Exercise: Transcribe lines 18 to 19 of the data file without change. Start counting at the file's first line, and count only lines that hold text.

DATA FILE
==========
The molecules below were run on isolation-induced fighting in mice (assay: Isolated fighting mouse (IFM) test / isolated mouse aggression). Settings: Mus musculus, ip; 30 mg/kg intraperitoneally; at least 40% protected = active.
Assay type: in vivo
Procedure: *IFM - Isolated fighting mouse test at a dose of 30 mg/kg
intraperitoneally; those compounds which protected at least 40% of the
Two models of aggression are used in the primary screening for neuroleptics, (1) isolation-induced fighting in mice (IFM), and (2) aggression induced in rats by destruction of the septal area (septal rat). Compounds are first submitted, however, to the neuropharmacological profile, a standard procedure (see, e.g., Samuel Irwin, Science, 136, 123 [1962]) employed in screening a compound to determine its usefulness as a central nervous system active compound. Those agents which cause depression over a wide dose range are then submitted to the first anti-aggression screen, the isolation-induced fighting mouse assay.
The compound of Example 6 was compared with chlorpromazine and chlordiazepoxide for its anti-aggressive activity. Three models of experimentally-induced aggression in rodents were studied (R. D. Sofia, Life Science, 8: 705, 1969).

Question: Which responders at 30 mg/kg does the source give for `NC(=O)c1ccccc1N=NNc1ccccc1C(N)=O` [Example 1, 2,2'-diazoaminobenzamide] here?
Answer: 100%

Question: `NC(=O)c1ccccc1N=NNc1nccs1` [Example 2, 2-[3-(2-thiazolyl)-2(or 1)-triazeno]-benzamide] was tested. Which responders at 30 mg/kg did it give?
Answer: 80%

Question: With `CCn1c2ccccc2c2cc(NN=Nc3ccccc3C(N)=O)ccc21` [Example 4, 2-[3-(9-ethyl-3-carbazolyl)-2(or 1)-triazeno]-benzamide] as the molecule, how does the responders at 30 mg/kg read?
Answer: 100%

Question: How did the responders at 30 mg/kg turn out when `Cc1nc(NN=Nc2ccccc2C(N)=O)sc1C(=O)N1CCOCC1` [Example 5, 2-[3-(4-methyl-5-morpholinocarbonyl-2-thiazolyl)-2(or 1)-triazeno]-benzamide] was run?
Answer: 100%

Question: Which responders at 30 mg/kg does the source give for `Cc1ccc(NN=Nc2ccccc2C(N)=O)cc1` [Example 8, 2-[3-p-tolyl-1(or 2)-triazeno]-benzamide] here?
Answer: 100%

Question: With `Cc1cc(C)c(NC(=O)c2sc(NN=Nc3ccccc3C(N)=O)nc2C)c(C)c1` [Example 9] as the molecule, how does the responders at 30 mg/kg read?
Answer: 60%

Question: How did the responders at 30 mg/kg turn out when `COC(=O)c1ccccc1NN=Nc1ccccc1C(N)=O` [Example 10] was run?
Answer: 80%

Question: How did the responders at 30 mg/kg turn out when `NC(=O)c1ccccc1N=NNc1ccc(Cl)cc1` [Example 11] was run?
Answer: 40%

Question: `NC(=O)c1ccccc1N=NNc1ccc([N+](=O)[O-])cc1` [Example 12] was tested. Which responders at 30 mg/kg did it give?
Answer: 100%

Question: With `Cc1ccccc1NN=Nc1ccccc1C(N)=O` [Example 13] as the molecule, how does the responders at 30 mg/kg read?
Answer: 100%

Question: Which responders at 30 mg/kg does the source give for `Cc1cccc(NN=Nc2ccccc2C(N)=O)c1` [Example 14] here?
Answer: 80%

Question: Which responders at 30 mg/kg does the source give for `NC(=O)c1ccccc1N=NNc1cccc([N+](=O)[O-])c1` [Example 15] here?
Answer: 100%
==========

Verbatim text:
Answer: 60%

Question: How did the responders at 30 mg/kg turn out when `COC(=O)c1ccccc1NN=Nc1ccccc1C(N)=O` [Example 10] was run?